Wednesday, October 21, 2009
The Redskins have played six games, all of them against winless teams. How incredible is that? Of course, four of them aren't winless any more because the Redskins were kind enough to give them their first victory. They lost to the Giants in Week 1, gave the Lions their first win in over a year-and-a-half, blew a 15-point second half lead against the Panthers, and then scored just six points at home to the now 1-5 Chiefs.
And by the way: their two victories consist of a 9-7 win over the Rams in which they got booed at home, and a 16-13 victory over the Bucs. Sorry, Titans fans--the Redskins aren't on your schedule this year.
New refs, new rules
The NBA is officially changing the rule for traveling, saying two steps are allowed instead of just one. So LeBron James's "crab dribble" wasn't cheating, it was forward thinking!
But seriously, the rule used to be one step, and the refs gave them 2.5. How many will they give them now that the rule is two? Three? Five? Will the NBA install those moving walkways that you see in airports?
Or maybe they're utilizing my speed limit philosophy: increase all speed limits by 25 percent, round down to the nearest multiple of five, and cops can feel free to ticket anyone going over the posted speed limit. As opposed to our current system in which the speed limit is the speed minimum and no one has any idea how fast they're actually allowed to go.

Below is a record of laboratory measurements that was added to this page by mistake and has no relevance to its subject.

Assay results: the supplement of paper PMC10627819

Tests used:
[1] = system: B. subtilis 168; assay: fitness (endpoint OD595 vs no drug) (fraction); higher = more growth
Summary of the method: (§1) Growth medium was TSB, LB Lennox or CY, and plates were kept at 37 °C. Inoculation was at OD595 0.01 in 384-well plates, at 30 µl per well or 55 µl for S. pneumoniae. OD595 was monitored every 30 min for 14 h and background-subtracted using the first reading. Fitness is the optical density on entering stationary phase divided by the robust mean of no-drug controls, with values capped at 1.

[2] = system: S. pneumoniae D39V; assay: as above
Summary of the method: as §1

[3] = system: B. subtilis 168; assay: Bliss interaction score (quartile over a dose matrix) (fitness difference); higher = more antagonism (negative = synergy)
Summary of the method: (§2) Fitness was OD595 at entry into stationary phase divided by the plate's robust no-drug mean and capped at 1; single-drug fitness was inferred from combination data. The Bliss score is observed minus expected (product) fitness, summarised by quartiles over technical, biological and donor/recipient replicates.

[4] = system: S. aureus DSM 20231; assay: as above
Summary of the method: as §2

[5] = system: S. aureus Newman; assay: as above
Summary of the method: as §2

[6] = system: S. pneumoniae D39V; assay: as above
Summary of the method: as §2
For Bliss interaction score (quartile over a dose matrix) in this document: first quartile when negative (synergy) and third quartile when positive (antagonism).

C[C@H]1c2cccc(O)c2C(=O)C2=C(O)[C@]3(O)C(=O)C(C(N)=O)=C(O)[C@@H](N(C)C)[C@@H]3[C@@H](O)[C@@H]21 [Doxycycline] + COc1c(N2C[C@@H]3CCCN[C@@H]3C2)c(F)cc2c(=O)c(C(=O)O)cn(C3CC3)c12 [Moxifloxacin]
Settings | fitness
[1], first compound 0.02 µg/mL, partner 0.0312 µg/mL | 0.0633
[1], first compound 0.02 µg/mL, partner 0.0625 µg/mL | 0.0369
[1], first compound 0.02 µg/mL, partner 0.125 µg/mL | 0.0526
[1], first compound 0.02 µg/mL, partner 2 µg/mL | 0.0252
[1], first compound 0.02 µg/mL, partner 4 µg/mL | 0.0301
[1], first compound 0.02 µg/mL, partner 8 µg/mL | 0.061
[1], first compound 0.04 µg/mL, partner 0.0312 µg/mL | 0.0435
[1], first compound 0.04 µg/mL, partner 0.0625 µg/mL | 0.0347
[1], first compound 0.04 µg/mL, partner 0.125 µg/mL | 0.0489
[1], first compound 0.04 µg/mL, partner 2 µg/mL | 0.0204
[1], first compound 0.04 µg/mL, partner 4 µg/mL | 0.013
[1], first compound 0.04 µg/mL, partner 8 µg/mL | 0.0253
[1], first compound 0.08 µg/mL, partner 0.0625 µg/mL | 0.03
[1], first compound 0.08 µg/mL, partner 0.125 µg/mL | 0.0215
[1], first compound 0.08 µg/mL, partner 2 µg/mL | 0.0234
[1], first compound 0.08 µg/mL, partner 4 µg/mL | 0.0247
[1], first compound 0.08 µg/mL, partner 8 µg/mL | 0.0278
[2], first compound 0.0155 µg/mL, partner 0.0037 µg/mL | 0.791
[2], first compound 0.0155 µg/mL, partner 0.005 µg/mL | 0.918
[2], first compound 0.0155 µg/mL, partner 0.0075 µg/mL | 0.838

Okay, so change the traveling rule to two steps, but call it! I'm okay with that.
A rule that actually needs changing
The first inning of Game 1 between the Angels and Yankees reminded us why baseball needs to add a "team error" scoring to the rulebook. With a runner at second and two outs, Hideki Matsui hit a high pop fly on the infield. The third baseman and shortstop miscommunicated and let it fall between them, and the runner scored from second. This went in the box score as an RBI single. When you imagine a player hitting an RBI single in the playoffs, you don't exactly think of a high pop fly with two fielders standing underneath it. But because no one touched the ball, the official scorer couldn't assign an error.
It's simple: the Angels deserved to have an error counted against them, and Matsui didn't deserve a single nor an RBI. Solution: team error.
A good reason to buy a ball retriever
I've had some bad days on the golf course (and I mean BAD), but none were this bad.